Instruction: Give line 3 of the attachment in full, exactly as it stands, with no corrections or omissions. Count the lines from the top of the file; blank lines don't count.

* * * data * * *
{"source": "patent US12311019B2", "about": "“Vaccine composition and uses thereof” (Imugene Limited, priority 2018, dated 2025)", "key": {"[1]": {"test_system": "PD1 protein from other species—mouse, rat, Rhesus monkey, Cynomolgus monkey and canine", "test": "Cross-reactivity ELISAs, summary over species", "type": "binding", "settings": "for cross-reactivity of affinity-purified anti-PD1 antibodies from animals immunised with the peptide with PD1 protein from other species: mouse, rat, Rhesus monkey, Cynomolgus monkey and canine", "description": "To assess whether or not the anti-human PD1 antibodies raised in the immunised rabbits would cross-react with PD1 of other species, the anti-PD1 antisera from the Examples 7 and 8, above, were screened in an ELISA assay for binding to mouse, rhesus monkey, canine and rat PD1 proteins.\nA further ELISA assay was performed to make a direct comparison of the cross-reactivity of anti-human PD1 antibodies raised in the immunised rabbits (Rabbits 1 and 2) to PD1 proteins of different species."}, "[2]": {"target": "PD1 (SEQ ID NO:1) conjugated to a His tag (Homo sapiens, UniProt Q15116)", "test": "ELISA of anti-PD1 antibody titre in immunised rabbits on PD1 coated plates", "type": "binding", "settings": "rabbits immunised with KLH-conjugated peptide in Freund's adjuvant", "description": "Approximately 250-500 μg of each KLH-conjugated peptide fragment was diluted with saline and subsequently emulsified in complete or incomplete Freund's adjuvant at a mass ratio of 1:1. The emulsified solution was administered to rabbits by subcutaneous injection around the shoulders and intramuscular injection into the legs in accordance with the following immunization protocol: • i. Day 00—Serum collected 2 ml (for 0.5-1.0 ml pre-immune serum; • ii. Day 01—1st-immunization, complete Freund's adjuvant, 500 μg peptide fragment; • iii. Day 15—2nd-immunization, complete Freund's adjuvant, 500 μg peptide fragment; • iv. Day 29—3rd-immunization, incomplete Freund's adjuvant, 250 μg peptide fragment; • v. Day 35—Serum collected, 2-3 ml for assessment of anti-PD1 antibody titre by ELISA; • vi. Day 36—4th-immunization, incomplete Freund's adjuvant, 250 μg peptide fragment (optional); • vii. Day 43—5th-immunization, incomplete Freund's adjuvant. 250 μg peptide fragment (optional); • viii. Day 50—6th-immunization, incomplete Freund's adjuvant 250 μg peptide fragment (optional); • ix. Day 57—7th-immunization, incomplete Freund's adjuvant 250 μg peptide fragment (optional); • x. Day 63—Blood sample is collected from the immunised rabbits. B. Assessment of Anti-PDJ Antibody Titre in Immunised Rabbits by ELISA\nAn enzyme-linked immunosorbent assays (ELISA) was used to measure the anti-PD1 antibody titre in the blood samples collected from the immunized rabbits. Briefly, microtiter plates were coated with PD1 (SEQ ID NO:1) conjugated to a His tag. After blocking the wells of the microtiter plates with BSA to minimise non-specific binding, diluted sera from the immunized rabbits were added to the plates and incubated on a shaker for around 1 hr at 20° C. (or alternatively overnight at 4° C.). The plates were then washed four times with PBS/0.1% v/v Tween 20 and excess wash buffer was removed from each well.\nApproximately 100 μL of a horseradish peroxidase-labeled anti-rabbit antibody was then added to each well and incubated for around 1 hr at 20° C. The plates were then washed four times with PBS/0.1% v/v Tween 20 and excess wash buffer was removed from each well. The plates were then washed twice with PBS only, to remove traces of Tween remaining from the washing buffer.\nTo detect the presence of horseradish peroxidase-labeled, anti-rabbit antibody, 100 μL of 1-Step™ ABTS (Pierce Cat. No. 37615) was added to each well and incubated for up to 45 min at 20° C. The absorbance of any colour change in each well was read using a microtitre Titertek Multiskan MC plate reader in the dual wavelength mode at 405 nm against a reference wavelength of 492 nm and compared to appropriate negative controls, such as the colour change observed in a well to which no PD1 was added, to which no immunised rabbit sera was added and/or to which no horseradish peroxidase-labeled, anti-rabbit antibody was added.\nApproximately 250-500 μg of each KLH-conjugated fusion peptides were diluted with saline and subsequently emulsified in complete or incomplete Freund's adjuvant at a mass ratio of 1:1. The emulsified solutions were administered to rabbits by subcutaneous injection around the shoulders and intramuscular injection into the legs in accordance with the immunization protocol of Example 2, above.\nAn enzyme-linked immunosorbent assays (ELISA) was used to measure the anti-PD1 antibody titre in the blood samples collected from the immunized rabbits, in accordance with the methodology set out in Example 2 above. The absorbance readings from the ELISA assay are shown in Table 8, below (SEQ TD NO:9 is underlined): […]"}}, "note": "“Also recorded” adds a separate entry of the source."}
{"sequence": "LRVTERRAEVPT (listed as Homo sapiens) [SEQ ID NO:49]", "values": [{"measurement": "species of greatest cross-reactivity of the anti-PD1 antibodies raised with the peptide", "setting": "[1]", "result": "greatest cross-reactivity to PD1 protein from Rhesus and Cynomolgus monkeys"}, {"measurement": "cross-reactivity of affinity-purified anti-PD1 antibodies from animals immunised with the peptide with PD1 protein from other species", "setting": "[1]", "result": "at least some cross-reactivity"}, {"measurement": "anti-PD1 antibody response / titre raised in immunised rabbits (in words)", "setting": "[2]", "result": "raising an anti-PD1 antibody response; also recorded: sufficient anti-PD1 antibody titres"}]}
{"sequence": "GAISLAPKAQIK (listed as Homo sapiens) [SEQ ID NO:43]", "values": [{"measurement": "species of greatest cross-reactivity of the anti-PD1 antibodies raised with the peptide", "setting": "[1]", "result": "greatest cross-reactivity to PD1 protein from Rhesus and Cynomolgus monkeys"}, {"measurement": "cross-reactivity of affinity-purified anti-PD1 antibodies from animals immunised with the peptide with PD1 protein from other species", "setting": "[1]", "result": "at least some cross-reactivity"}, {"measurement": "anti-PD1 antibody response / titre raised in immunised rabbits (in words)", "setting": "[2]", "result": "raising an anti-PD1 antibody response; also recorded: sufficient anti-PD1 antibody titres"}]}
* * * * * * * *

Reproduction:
{"sequence": "GAISLAPKAQIK (listed as Homo sapiens) [SEQ ID NO:43]", "values": [{"measurement": "species of greatest cross-reactivity of the anti-PD1 antibodies raised with the peptide", "setting": "[1]", "result": "greatest cross-reactivity to PD1 protein from Rhesus and Cynomolgus monkeys"}, {"measurement": "cross-reactivity of affinity-purified anti-PD1 antibodies from animals immunised with the peptide with PD1 protein from other species", "setting": "[1]", "result": "at least some cross-reactivity"}, {"measurement": "anti-PD1 antibody response / titre raised in immunised rabbits (in words)", "setting": "[2]", "result": "raising an anti-PD1 antibody response; also recorded: sufficient anti-PD1 antibody titres"}]}